Coin shortage affecting rural banks more than businesses
WEST PLAINS, Mo. (KY3) - Banks may be short on coins in the Ozarks, thanks to the coronavirus.
According to some business owners, the national shortage may have started to affect the coin supply for local banks.
“I cannot imagine us living in a cashless society. I just don’t think it would work,” Heather Christopher said.
Christopher has seen recent social media posts about the coin shortage.
Saturday, she went to give a customer change, while working at Old Time Flea Market, and noticed she was down to her last penny.
“I had not thought about it happening in West Plains but had to give a nickel back because I am down to one penny. I couldn’t give change for four cents. I had to give them a nickel,” Christopher added.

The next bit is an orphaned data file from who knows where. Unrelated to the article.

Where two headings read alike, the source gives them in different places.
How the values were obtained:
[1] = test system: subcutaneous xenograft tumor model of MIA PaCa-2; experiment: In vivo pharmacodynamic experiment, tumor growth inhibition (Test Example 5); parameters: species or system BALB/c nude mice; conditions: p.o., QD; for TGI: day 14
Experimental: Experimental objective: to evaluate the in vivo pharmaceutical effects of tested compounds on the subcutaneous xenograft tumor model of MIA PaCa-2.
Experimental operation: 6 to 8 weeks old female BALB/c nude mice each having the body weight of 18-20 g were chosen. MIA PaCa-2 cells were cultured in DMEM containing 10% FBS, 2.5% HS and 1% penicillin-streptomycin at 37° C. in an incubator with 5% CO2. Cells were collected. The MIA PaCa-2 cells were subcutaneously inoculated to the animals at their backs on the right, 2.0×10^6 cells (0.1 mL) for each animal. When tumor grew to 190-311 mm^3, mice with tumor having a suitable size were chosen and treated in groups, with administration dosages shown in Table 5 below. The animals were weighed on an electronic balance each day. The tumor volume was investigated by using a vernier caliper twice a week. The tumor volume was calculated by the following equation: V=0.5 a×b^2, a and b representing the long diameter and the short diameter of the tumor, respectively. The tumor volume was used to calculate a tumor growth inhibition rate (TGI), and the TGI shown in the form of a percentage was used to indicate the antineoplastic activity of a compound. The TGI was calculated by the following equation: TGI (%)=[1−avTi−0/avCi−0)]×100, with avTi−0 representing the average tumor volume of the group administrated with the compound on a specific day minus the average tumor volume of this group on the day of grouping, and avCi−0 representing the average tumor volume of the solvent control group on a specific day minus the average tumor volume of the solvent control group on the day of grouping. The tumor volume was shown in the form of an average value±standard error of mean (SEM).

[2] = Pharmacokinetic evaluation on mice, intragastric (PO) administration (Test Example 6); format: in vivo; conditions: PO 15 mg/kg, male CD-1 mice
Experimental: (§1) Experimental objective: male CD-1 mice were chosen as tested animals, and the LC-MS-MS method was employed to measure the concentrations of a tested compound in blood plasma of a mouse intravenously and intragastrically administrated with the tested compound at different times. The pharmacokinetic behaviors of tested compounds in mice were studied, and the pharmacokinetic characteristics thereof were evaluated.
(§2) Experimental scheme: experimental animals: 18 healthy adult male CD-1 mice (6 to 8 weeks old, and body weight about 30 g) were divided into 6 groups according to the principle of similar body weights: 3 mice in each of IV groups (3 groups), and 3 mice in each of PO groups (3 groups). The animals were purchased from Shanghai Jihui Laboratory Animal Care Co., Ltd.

Tim Cates, owner of the Wash Board, a laundromat, relies on people’s change to make a living.
He doesn't want to see a card-driven society.
“I’m not looking forward to it. I like the old way,” Cates explained.
Cates has enough coins right now, that he is actually in a position to help.
“As far as my business - I’ve actually sold some (coins) to a local bank,” Cates told KY3.
The Federal Reserve said last month it would limit the amount of coins it sends to banks due to the shortage caused by the pandemic.
Kevin Dietz’s arcade games inside the Wash Board, make him a prime candidate for banks on the hunt for coins.
“I’ve had a couple of banks call me and ask me if I coming in with some loads of quarters for them,” Dietz said.
He travels the Ozarks and has heard employees mention a shortage but says he hasn't seen any signs of private businesses short on change.
“Nobody’s put out signs saying we are in dire need of coins,” Dietz noted.
The Federal Reserve expects coin circulation to return to normal as more businesses open back up and production of coins increases.
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